Ever since Gordon Brown announced plans to give free personal care to the elderly late last year, the policy has faced a sustained barrage of criticism. And it isn’t showing any signs of stopping.
While in theory, free personal care for the elderly in their own home sounds like a great idea, the practicalities of it could well outweigh the benefits, according to leading figures in social care.
One of the major bugbears is the cost. The government reckons it’ll cost £670 million, but nobody else seems to; the vast majority of commentators think they have significantly underestimated.
Where the money will come from is another bone of contention. There is no new government money for this, it will come from a variety of sources; the majority, £420 million, will come from existing Department of Health budgets, while local authorities will provide the remaining £250 million from ‘efficiency savings.’
‘Efficiency savings’ is a woolly phrase at the best of times, but it is particularly worrying for council leaders because they are already trying to find millions of savings in anticipation of swingeing budget cuts in 2011.
Now some, including the heads of Hampshire and Essex councils, are publicly warning that to pay for the policy could mean council tax rises of a couple percent – never popular among the public, even less so when there is a recession on – or cuts to frontline services.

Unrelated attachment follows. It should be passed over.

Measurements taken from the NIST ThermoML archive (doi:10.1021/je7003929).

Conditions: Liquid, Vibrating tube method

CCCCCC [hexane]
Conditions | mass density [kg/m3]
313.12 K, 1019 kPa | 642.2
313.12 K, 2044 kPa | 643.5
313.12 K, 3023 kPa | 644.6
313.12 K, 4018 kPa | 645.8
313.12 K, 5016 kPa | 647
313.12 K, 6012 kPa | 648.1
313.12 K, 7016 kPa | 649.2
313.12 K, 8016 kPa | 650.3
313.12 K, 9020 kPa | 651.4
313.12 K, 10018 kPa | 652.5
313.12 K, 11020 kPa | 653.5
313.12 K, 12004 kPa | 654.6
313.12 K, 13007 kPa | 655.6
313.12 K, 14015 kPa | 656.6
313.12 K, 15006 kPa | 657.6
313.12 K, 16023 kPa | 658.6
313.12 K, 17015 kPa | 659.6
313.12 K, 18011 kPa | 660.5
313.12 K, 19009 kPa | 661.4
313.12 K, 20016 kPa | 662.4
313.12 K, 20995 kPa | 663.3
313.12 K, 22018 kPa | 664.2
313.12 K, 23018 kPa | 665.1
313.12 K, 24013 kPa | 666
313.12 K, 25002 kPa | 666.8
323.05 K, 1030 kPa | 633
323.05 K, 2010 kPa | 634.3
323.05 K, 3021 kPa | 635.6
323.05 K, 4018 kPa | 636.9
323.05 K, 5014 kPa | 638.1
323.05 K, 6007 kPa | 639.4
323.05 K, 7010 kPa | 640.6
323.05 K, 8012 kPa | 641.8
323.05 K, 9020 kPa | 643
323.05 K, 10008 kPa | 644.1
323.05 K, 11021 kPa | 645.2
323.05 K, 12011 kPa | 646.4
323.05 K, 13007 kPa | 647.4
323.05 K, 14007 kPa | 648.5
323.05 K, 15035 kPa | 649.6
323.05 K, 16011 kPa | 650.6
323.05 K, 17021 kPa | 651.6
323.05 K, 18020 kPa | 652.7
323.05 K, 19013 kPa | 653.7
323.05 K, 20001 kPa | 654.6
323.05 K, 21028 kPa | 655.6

But the objections are not solely for financial reasons. A senior figure within social care told me that the policy could create perverse incentives for people to not go into residential care; if they went into a care home, if they have assets worth in excess of £23,000 they would have to pay for their place, whereas in their own home, care is free.
As a result, older people could stay in their own home for longer than it is really safe for them to do so, and could also become isolated, if they are housebound. Is that really a better option than residential care, where they have round-the-clock care, plus the company of the staff and other residents?
However, this unpopular policy may never make it into force. Lord Lipsey, a Labour peer – and vocal critic of the bill – believes that it has no chance of coming into force before the election. What happens after will depend on which party wins.
There is a feeling among some – including, perhaps inevitably, Conservative health spokesman Andrew Landsley – that the policy was announced to gain political capital.
If what its critics say will happen does, the bill could well end up backfiring on Labour, as well as the social care industry. For everyone’s sake, let’s hope they are wrong.